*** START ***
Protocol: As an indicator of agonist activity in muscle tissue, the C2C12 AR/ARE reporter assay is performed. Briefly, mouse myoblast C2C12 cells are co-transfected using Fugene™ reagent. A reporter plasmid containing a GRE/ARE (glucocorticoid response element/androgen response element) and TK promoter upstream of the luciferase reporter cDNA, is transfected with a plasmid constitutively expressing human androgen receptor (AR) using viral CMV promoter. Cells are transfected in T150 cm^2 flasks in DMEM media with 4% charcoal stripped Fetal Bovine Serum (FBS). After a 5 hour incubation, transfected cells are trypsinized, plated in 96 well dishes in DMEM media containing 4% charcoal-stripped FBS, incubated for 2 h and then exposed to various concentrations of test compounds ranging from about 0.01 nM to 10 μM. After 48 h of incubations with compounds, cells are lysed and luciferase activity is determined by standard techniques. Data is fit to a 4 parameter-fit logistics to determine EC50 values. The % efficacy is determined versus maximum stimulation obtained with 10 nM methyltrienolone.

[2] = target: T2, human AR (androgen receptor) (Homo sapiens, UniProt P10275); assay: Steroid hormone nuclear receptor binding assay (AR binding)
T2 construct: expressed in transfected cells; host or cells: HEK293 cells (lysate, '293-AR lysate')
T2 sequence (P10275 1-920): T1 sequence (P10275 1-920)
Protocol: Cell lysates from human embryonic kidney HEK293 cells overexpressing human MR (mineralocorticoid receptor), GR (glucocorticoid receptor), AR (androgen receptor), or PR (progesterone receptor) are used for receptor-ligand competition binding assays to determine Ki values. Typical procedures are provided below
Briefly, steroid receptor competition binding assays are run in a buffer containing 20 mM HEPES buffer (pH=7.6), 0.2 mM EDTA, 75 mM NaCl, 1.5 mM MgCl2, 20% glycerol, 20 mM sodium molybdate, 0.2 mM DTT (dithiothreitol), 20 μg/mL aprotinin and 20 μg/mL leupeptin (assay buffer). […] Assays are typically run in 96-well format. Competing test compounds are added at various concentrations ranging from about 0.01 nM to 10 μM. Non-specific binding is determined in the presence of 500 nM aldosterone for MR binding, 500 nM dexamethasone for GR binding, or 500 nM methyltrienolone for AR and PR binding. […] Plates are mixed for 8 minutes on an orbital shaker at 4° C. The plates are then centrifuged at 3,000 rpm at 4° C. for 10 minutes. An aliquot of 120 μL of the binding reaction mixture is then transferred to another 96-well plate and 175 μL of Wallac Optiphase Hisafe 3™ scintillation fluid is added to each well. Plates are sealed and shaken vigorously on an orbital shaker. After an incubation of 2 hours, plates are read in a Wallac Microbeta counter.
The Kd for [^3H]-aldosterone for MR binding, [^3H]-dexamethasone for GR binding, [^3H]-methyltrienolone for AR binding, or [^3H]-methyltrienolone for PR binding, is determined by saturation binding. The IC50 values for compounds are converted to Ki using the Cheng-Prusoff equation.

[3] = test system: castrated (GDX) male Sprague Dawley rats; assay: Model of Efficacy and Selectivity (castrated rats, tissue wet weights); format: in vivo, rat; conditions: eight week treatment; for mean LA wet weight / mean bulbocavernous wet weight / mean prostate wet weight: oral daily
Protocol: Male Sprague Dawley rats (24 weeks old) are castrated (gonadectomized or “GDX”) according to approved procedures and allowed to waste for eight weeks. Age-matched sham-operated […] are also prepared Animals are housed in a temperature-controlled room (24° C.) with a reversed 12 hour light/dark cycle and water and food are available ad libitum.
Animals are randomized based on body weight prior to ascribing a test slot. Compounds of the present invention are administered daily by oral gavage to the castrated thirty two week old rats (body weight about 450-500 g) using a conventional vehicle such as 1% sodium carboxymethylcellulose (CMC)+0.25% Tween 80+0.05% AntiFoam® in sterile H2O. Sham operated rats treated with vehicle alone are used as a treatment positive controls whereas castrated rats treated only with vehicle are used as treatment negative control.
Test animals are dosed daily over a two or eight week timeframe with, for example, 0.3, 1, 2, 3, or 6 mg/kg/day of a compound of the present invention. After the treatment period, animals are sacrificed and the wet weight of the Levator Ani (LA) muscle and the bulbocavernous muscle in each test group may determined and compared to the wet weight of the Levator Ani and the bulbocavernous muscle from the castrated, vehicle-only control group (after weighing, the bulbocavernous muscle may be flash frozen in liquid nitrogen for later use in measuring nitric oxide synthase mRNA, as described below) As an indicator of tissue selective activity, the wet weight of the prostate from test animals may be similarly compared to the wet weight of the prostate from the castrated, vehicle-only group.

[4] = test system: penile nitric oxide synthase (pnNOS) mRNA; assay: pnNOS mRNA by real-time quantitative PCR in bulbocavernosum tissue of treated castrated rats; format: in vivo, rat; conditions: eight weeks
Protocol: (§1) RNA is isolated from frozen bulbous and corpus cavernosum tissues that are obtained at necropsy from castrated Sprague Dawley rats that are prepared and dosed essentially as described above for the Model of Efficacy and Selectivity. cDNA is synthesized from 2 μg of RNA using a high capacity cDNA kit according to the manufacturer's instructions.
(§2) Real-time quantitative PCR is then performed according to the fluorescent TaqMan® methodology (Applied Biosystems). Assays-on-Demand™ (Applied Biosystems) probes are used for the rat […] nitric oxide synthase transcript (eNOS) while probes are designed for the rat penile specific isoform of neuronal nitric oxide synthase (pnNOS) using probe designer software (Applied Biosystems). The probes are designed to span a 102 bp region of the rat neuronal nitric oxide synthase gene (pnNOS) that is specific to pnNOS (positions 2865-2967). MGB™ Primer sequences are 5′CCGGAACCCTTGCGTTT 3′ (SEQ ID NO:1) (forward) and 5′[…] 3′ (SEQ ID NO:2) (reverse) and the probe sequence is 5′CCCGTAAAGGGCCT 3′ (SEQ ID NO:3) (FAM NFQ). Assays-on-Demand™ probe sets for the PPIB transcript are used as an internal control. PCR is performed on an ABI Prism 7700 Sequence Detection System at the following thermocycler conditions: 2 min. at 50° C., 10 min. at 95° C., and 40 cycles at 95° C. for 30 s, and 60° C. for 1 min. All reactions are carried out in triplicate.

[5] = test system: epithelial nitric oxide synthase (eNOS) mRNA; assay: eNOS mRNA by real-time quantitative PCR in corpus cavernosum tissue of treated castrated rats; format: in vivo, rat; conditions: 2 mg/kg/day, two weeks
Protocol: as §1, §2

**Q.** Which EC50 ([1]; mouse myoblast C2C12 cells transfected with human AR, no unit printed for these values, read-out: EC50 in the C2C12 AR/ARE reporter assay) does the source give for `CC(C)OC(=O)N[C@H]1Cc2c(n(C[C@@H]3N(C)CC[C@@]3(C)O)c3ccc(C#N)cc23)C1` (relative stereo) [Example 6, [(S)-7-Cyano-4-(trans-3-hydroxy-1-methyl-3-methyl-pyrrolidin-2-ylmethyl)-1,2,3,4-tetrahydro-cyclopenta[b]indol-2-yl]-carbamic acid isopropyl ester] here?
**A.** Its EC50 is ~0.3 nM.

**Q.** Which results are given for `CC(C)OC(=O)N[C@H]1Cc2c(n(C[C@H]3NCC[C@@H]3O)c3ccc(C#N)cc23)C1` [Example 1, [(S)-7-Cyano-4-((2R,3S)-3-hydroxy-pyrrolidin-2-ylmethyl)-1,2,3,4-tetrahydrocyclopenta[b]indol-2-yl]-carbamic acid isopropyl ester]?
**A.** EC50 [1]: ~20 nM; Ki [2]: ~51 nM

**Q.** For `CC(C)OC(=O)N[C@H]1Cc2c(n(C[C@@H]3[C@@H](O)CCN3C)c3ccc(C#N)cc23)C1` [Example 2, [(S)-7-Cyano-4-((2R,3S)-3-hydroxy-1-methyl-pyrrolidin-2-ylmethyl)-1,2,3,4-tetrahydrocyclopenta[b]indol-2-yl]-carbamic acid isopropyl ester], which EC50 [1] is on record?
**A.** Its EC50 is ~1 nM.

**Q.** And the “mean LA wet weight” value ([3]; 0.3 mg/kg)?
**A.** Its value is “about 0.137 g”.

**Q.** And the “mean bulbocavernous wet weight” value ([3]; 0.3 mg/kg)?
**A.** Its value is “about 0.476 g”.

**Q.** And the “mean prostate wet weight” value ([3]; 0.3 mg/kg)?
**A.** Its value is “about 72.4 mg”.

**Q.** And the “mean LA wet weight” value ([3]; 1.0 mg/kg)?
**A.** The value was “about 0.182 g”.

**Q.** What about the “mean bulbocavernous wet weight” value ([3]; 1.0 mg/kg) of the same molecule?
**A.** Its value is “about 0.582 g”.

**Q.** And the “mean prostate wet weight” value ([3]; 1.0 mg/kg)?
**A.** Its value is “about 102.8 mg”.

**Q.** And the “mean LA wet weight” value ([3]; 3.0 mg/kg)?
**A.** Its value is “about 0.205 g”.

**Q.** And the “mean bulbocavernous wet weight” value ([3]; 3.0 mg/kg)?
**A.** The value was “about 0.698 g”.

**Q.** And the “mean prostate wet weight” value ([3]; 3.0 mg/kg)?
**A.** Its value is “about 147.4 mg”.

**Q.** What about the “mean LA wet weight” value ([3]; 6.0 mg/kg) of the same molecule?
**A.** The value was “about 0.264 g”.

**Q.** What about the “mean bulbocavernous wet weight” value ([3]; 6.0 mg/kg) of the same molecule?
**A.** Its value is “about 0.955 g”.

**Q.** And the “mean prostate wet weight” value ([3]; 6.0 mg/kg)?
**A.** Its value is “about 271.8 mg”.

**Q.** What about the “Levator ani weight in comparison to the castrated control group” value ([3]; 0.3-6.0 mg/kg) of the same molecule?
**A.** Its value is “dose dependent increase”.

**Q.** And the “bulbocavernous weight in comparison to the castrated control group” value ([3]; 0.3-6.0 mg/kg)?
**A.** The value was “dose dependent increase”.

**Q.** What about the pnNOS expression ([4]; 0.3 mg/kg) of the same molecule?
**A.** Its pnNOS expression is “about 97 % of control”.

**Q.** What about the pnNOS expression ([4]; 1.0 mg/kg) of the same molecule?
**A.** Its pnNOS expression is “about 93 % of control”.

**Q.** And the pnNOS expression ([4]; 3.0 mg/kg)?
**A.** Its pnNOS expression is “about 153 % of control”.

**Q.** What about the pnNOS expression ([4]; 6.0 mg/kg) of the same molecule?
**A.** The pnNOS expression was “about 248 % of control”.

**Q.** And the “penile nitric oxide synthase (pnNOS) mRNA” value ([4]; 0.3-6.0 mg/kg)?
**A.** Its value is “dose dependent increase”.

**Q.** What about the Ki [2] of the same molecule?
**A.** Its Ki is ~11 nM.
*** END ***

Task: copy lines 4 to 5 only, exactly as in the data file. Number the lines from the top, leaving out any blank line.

T2 sequence (P10275 1-920): T1 sequence (P10275 1-920)
Protocol: Cell lysates from human embryonic kidney HEK293 cells overexpressing human MR (mineralocorticoid receptor), GR (glucocorticoid receptor), AR (androgen receptor), or PR (progesterone receptor) are used for receptor-ligand competition binding assays to determine Ki values. Typical procedures are provided below